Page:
Tuesday, November 07, 2006
pragmatic liberal interventionism http://www.prospect.org/web/page.ww?section=root&name=ViewWeb&articleId=12186
Recently here on TAP Online, Shadi Hamid and Spencer Ackerman debated what should serve as the lodestar of a progressive foreign policy vision. Hamid argued that the United States should make the promotion of democracy the centerpiece of its foreign policy, while Ackerman advocated that human rights take that role. Such questions will very likely become more relevant after Tuesday, if Democrats gain more power in Congress. But neither Hamid nor Ackerman offered the correct answer. As the small example of Vietnam helps to illustrate, the United States ought to be redirecting its energies toward renewing its strength and expanding the postwar liberal world order. Do that, and the rest -- democracy, human rights, liberal reforms -- will eventually follow.
I think however that he relies too much on the example of Acheson - as I note in a comment over at AF, there are a lot of other prominent people - including Gore, Fukuyama, Hart, and even Zakaria. If pragmatic liberal interventionism, or neo-wilsoniamism, or whatever we are to call it, is to really gain acceptance we need our own "neocon cabal" to validate it.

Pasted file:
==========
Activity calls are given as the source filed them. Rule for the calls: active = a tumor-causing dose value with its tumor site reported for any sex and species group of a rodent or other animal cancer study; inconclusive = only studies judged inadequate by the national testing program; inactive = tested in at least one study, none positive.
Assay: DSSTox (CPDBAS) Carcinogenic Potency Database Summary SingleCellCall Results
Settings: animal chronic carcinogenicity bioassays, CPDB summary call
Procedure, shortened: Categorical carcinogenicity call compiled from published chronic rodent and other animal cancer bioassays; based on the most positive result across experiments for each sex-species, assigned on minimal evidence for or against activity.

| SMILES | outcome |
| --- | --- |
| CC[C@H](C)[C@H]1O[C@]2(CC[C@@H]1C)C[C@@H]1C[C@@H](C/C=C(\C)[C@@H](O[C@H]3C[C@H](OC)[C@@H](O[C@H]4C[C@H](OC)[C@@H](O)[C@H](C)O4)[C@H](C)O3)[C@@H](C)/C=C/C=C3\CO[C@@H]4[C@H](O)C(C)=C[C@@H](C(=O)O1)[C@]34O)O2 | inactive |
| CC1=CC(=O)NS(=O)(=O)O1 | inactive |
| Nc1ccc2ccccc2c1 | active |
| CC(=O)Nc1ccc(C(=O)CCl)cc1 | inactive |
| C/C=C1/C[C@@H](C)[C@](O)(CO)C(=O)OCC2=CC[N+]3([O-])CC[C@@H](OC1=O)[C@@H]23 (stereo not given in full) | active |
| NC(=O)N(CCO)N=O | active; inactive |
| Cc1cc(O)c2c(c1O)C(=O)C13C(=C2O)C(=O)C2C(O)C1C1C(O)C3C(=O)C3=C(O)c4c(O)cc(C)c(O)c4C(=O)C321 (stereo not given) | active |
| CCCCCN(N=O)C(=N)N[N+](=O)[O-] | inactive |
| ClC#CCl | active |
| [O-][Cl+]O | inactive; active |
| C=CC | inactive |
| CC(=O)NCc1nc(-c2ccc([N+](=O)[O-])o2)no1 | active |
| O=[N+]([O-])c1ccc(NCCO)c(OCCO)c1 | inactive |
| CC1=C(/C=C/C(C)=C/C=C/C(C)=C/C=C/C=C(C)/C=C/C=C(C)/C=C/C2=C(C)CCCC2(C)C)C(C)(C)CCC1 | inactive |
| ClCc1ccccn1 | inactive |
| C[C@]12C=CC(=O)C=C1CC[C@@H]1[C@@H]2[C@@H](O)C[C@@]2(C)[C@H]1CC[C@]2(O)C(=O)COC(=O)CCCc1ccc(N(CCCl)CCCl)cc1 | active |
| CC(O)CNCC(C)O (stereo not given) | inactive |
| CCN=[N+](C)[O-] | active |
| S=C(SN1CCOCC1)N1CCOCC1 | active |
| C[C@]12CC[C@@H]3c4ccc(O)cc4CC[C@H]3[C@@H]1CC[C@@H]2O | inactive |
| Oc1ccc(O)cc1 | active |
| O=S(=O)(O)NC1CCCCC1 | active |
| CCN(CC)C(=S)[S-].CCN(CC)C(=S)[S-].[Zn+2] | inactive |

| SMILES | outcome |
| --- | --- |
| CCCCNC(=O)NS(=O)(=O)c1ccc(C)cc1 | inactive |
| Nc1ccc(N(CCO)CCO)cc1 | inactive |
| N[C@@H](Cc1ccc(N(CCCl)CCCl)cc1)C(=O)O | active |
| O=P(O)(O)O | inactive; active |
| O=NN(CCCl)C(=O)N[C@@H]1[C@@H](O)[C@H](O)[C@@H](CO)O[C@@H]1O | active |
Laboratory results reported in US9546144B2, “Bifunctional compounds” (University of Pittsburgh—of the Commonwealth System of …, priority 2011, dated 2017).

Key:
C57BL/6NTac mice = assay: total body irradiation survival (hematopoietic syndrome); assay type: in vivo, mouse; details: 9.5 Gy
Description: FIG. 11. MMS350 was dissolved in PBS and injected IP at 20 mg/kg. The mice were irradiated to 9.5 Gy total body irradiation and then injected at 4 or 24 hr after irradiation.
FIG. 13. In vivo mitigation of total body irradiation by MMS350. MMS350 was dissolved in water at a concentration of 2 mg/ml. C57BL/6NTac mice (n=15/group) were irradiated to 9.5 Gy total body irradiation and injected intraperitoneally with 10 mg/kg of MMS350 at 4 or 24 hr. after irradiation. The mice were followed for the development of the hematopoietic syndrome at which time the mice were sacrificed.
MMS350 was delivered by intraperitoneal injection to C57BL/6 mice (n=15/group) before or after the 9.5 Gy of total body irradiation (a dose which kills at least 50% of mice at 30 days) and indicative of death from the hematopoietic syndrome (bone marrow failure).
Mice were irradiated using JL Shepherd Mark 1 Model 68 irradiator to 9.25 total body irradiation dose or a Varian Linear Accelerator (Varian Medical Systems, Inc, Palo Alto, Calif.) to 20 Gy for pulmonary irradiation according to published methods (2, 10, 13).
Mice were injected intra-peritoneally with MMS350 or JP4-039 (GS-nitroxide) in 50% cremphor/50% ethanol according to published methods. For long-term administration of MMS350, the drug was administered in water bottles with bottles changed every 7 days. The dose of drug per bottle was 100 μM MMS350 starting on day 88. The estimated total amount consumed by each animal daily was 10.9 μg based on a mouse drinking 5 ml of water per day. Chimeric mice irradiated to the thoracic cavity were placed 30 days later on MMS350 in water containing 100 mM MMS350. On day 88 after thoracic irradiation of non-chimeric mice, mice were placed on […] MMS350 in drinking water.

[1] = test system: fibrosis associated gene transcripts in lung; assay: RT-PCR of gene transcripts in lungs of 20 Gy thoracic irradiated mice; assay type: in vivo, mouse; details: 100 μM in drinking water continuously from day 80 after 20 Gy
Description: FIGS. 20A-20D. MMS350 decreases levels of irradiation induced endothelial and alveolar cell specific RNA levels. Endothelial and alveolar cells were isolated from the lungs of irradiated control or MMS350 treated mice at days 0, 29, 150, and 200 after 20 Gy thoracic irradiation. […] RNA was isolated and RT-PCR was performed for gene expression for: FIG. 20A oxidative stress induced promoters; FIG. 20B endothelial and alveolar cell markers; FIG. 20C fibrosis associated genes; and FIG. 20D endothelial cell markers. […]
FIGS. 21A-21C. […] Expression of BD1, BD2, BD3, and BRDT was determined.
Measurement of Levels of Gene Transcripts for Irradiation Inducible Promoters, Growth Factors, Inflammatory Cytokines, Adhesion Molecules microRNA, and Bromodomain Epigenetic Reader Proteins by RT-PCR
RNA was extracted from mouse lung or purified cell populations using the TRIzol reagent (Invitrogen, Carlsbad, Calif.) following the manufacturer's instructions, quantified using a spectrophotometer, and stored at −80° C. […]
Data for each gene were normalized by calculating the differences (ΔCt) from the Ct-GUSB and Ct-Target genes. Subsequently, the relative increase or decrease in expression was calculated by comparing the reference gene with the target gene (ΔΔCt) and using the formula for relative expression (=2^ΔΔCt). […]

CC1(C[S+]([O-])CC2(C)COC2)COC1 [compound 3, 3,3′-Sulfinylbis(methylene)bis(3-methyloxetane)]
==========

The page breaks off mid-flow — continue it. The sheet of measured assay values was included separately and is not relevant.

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Obama 2008 - I want my country back
Nation-Building was founded by Aziz Poonawalla in August 2002 under the name Dean Nation. Dean Nation was the very first weblog devoted to a presidential candidate, Howard Dean, and became the vanguard of the Dean netroot phenomenon, raising over $40,000 for the Dean campaign, pioneering the use of Meetup, and enjoying the attention of the campaign itself, with Joe Trippi a regular reader (and sometime commentor). Howard Dean himself even left a comment once. Dean Nation was a group weblog effort and counts among its alumni many of the progressive blogsphere's leading talent including Jerome Armstrong, Matthew Yglesias, and Ezra Klein. After the election in 2004, the blog refocused onto the theme of "purple politics", formally changing its name to Nation-Building in June 2006. The primary focus of the blog is on articulating purple-state policy at home and pragmatic liberal interventionism abroad.